GONE GIRL is an elegantly rendered, yet lurid potboiler of a movie. Director David Fincher brings his characteristic darkness, literal and figurative to an already dark tale of subterfuge, murder, and the secrets we keep from everyone, including ourselves. Based on the novel of the same name by screenwriter Gillian Flynn, it gifts us with a deliciously guilty pleasure as we wallow in the morass of other peoples messy lives and basest instincts.
The girl of the title is Amy (Rosamund Pike), the charming, beautiful, rich and sophisticated wife of Nick Dunne (Ben Affleck). She disappeared one morning under suspicious circumstances, viz to wit., the coffee table is smashed to bits; the iron she was using is still hot, and Nicks alibi is that he as all alone in a lonely spot pondering his life. He followed that cogitation by visiting his twin sister, Margo (Carrie Coon) at the bar they jointly own, where he slammed back a bourbon and groused about the state of his marriage, which has been going downhill since he moved them from New York City to North Carthage, Missouri.
Its enough for the pragmatic detective on the case (Kim Dickins) to put Nick firmly on the suspect list, though with only traces of blood, but neither a body nor murder weapon, she knows shes not going to be making any sort of case that would hold up in a court of law. Knowing that a confession is her only option, or Nick making a very stupid mistake, and knowing Nick doesnt know this, she cleverly plays him, waiting for him to take enough rope to hang himself.
Not that the court of public opinion needs an airtight case. Rabble-rousing television personality Ellen Abbot (a wondrously shrill Missi Pyle) provides a running backdrop to the action as she fills the airwaves with insinuation of the lowest order, and indignation of the highest dudgeon, thereby making Amys disappearance the hottest trending topic in a nation that loves scandal above everything, especially facts.
Told by cutting between flashbacks from Amys journal that describes the arc of her romance and marriage with Nick, and the present day as Nick is revealed to be less than an angel, we soon discover that nothing is quite what it seems, except for the medias voracious hunger for a tabloid story featuring a sweetheart and a villain.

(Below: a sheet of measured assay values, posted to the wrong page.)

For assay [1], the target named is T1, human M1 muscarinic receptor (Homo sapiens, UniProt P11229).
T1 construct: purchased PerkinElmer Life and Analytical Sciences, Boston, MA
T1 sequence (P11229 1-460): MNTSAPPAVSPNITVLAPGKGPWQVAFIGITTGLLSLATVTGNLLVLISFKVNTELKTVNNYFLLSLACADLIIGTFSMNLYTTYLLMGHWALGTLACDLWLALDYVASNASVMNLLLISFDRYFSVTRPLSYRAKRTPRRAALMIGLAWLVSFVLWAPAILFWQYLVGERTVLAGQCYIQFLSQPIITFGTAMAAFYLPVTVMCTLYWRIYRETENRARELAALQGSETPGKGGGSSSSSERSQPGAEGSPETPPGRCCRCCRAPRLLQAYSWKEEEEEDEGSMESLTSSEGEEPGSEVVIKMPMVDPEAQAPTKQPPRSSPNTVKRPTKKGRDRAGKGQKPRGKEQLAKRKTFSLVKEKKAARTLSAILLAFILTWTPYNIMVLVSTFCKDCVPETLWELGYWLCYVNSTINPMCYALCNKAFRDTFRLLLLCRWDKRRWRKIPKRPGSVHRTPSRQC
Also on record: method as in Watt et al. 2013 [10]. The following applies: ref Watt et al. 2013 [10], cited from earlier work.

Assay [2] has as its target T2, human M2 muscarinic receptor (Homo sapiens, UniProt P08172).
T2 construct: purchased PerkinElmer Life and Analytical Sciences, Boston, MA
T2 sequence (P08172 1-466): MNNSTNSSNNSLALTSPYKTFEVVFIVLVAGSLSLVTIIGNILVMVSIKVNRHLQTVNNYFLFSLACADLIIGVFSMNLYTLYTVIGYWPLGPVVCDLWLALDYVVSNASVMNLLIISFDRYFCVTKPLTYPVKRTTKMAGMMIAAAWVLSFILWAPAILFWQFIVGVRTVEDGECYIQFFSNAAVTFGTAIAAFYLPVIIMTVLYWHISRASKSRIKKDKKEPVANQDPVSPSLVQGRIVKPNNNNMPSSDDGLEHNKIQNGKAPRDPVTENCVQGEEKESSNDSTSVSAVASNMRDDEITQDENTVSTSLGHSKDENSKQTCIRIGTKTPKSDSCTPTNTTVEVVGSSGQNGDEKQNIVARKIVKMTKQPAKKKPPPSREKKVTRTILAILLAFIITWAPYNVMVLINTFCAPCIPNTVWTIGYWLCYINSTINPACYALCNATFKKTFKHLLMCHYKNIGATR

There is a visceral kick in watching everyone around Nick begin to suspect the worst, including Amys parents, and his sister with whom he takes refuge. For all the de rigeur nods to how those closest to us can remain complete strangers, the best thing in GONE GIRL is the way it perfectly delineates the media culture that infects even those who think they are above being swayed by such obvious ratings-chasing trash, and doesnt worry about the casualties it creates.
It also provides a showcase for Affleck, fresh off his own sweetheart persona after being snubbed by not getting an Oscar nomination for last years ARGO. In an interesting career move, he plays a cad, though the word in the film is much stronger. Yet this cad is not an evil guy, just weak, and perhaps not quite as perceptive as he thought he was. Pike as his Amy, though, has the more interesting character, and she is nothing less than dazzling, offering hints about what lurks beneath that placid expression without ever giving too much away. And kudos to Tyler Perry as the brilliant, unapologetically headline-chasing attorney taking on Nicks case as much for the challenge as the notoriety and money. It may be his best performance to date with its deliberate charm and iffy moral compass.
GONE GIRL sets us up to have our expectations subverted, and it does so with finesse and style. It doesnt matter if you figure out the truth earlier than the film might want you to. What follows is stunningly, beautifully shocking, even if its not entirely surprising, and then it tops itself. It may not be great art, but its terrific entertainment, and, Im guessing, the start of a few arguments about the true nature of relationships.